year by every United States senator
and congressman. two are credited to
the District of Columbia, and five are
named each year from the United
States at large. All are generally
chosen by competitive examination.
The course for the midshipman Is
six years, four years at the academy
and two years at sea, at the expira- b
tion of which time the candidate is t
required to take his emI"nation for b
graduation. All midshipmen who pass d
these examinations are appointed to 3
1 111 vacancies in the lower grade of the
line of the navy.
All candidates for admission to the
I academy must be physically sound, I
well formed and of vigorous constitu- N
tion. No boy who is manifestly un- ]
dersized will be admitted. The height 1
of the candidate must not be less than (
five feet two inches between the ages
of sixteen and eighteen and not less
than'five feet four inches between the
ages of eighteen and twenty. The 1
minimum weight of the candidate at
sixteen must be 100, with an increase
of five pounds for each additional year
or fraction of a year more than one
No midshipman s permitted to mar
ry between the date of his graduation
from the academy and his inal grad
unation for appointment in the line
without the consent of the secretary
of the navy. The pay of the midship
man is $600 a year. beginning with the
date of his admission to the academy.
Here's a Writer Who Says They Rare
ly Accomplish Big Things.
The sun is blazing down on the gar
den in which lives a saint, so called.
whom I visited one day In Bombay.
He has not spoken for twenty-three
years, and his neighbors look upon
him with awe. Some months later I
visited at Davos Ptatz a man who for
nearly thirty years has been studying
drops of blood under a mIcroscOpe.
He is getting as close to life as he can.
but admits that he knows little more
than the sage in his hot garden at
Bombay. Both Lhe westert scientist
and the eastern sage smile indulgently.
at the fussiness of modern life.
My own experience of men in many
lands has taught me that the most
active are least valuable. It is a nota
ble survival of the simian in man that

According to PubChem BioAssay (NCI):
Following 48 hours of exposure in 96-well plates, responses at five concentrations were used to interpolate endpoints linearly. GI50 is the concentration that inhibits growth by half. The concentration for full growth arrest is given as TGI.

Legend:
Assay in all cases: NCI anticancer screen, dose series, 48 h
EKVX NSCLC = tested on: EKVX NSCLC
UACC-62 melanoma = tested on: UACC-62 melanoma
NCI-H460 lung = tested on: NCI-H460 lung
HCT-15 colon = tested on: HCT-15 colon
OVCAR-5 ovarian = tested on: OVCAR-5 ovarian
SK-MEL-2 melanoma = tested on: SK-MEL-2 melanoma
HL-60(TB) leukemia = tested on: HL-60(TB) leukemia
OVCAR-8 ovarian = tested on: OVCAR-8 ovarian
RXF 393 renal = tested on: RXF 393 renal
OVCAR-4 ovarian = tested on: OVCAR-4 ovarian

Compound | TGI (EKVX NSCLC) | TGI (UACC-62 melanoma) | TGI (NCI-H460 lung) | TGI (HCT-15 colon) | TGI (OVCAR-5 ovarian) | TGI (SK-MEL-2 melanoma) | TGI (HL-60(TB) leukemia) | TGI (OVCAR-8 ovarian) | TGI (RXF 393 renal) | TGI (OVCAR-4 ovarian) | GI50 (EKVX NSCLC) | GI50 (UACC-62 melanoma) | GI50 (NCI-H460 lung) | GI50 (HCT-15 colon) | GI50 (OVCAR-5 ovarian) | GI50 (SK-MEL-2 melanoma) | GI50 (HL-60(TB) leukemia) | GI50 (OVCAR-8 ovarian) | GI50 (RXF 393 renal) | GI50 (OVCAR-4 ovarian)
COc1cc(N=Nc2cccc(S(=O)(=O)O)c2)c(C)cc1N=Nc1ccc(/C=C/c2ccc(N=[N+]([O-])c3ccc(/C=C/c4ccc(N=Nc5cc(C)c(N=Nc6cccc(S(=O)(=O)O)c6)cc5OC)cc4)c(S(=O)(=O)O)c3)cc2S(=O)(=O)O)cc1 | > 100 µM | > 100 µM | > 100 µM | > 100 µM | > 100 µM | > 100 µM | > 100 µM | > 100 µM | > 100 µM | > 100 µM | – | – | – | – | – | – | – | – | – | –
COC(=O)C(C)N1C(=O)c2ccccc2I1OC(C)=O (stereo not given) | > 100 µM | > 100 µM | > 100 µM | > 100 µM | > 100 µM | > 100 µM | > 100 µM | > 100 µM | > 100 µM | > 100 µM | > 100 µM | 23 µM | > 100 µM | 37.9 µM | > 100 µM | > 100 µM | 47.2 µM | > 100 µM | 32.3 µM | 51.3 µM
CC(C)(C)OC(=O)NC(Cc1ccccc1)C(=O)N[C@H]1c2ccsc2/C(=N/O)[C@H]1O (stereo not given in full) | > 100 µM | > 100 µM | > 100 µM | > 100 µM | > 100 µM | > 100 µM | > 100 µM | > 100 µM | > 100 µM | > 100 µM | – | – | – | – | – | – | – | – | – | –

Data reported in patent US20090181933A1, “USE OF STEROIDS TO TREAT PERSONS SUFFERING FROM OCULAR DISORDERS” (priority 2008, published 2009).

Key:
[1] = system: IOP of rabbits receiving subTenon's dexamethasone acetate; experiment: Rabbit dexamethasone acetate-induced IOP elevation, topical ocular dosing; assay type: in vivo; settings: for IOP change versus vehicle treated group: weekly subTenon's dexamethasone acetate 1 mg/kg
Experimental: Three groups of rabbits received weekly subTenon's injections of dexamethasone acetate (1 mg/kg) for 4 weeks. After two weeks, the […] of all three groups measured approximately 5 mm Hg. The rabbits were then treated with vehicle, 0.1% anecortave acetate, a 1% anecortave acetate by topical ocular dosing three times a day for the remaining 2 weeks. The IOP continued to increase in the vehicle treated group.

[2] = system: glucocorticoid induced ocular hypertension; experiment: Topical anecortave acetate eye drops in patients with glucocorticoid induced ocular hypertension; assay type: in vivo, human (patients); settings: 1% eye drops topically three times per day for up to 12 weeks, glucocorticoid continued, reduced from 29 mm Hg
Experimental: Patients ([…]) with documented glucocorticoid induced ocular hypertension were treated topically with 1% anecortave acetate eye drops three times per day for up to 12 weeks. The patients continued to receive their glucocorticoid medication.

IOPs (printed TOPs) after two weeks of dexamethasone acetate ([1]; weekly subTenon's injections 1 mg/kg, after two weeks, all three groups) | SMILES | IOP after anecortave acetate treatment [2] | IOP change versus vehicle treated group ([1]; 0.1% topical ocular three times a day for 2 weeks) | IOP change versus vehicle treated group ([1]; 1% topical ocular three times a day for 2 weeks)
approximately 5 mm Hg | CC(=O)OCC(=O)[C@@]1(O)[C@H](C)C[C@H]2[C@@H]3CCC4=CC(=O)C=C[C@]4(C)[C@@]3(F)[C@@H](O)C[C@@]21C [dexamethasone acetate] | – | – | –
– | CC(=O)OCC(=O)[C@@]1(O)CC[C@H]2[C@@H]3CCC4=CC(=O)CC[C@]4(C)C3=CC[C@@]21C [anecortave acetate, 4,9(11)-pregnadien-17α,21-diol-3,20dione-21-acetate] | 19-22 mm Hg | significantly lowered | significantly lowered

so many people think that constant
mental and physical activity is a meas
ure of value. Busy people seldom ac
complish anything. The statue. the
poem, the painting, the solution of the
economic, financial or social problem.
the courage and steadfastness for war
even are all born in secinsion and ap
pear mysteriously from nowhere. Mo
liere, Cromwell. Washington, Lincoln.
Shakespeare, Dante and Cervantes all
appear from nowhere and promptly
take command of the busybodies.
What a crowd of men we all recall
who were so busy mang themselves
remembered that they are already for
gotten!-Price Collier in Scribner's
Beards and Beliefs.
Why is It that there seems to be
some vital connection between a man's
beard and his belief? The late George
Jacob Holyoake, In an article con
tributed to the, Fortnlghtly Review of
September. 1903, recalls the time--not
so very long ago-"when only four men
In Birmingham had the courageC to
wear beards. They were followers of
Janna Southcott. They did It In im!
tation of the apostles, and were jeer
ed at in the streets by Ignorant Chris
tians." In the course of the same ar
tie Mr. Hlolyoake remarks that
"George Frederick Muntz, one or the
two first members elected In Birming
ham, was the first member who ven
tured to wear a beard In the house of
commons, and he would have been In
suted had he not been a powerful
man and carried a heavy maLacca cane,
which he was known to apply to any
one who offered him a personal af
The Mikado's Title.
The ruler of Japan really should be
called tea-o, not mikado. The latter
mseans "royal gate" and is a title some
what similar to sublime porte, which
Is used indifferently to mean the Turk
ish sultan, his government or the coun
try Itself. ..Ten-o bieans "heaven's
highest," a title surpassing all the most
grandiloquent European efforts. The
original Japanese equivalent for ten-o
is somelamlkoto, but the former Is
universally used, perhaps on account
of its brevity.
No Reason to Worry.
"I once played the part of Venus in
a pantomime." said the lady who
showed her age and was beginning to
have a mustache. ,
'Well, I wouldn't let it worry me,"
replied the 9De who was still fair to
look upon. ''enus was only a myth.
so, of course, you didn't hurt her feel-I
The Same Thing.
The Ex-widow-You can't say I ever
ran after you. PercivaL The Second
Helping-Tery trune, Hypatla. The
trap never runs after the rat, but it
gathers himw In, all the same.--odon1
"How's your wife's cold this morn
Ing? asked a neighbor.
"Much better, thank you. There's
a dance tomo-row evening that she
wants to go to."-Detroi!t Free Press.
When a man sits down and hopes
for the best he !s apt to get the worst
HER PRETTY TEETH.
They Are All Her Very Own. and the
Dentist Has a Gr:evance.
"Men in every other profession and
business have the advantage of den
tists in the matter of advertising." said
a man with forceps in his hand. "They
can persuade good looking young wo
men to wear their goods for photo
graphic purposes; the dentist cannot
The whitest, evenest set of false teeth
ever made cannot tempt a woman to
wear them and be photographed with
ber mouth wide open.
"Manufacturers of cosmetics and ar
tificial hair are besieged by women
who are willing to daub their faces
with paint and powder and build their
heads out with pufrs and braids into
iny style of architecture desired for
photographic advertisements. Neither
lo they balk at patent wearing ap
arel. The most absurd garment eVer